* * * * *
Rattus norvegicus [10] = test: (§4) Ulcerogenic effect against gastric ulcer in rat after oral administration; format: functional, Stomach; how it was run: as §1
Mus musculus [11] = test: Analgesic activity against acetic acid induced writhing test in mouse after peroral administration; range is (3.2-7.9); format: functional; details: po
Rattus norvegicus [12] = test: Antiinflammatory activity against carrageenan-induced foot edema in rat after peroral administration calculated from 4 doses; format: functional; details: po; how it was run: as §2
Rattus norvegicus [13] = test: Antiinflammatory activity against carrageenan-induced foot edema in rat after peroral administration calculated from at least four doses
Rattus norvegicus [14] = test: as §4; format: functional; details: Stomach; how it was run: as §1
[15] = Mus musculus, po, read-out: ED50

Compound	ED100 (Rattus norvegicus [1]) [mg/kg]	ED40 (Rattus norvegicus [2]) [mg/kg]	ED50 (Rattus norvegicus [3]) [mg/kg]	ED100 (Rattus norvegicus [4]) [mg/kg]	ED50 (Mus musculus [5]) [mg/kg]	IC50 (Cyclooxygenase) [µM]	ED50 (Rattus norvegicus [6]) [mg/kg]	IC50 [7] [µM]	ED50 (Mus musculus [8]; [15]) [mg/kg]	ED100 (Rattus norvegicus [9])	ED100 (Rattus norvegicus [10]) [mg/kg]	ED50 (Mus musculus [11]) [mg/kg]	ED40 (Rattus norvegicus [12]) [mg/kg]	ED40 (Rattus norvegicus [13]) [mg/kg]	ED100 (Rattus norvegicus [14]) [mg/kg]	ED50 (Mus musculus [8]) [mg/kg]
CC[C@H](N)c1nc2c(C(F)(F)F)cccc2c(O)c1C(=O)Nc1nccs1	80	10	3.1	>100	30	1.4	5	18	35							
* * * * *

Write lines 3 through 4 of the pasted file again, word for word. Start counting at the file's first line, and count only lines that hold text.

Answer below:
Rattus norvegicus [12] = test: Antiinflammatory activity against carrageenan-induced foot edema in rat after peroral administration calculated from 4 doses; format: functional; details: po; how it was run: as §2
Rattus norvegicus [13] = test: Antiinflammatory activity against carrageenan-induced foot edema in rat after peroral administration calculated from at least four doses